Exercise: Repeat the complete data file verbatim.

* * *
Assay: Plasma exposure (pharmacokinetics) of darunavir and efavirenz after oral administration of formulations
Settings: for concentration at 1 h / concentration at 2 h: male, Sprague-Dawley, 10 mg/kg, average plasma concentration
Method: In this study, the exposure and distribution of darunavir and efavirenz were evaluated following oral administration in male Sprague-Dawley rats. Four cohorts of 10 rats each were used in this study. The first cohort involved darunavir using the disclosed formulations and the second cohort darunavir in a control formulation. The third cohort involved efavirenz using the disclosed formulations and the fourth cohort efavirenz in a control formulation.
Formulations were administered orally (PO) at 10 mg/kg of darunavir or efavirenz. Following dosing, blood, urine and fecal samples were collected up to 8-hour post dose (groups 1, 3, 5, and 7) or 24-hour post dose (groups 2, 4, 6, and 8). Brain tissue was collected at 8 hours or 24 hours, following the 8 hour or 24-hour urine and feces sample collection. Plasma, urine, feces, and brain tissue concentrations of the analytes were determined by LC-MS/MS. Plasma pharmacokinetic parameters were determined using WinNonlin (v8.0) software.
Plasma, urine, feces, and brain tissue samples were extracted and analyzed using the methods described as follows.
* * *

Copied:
Assay: Plasma exposure (pharmacokinetics) of darunavir and efavirenz after oral administration of formulations
Settings: for concentration at 1 h / concentration at 2 h: male, Sprague-Dawley, 10 mg/kg, average plasma concentration
Method: In this study, the exposure and distribution of darunavir and efavirenz were evaluated following oral administration in male Sprague-Dawley rats. Four cohorts of 10 rats each were used in this study. The first cohort involved darunavir using the disclosed formulations and the second cohort darunavir in a control formulation. The third cohort involved efavirenz using the disclosed formulations and the fourth cohort efavirenz in a control formulation.
Formulations were administered orally (PO) at 10 mg/kg of darunavir or efavirenz. Following dosing, blood, urine and fecal samples were collected up to 8-hour post dose (groups 1, 3, 5, and 7) or 24-hour post dose (groups 2, 4, 6, and 8). Brain tissue was collected at 8 hours or 24 hours, following the 8 hour or 24-hour urine and feces sample collection. Plasma, urine, feces, and brain tissue concentrations of the analytes were determined by LC-MS/MS. Plasma pharmacokinetic parameters were determined using WinNonlin (v8.0) software.
Plasma, urine, feces, and brain tissue samples were extracted and analyzed using the methods described as follows.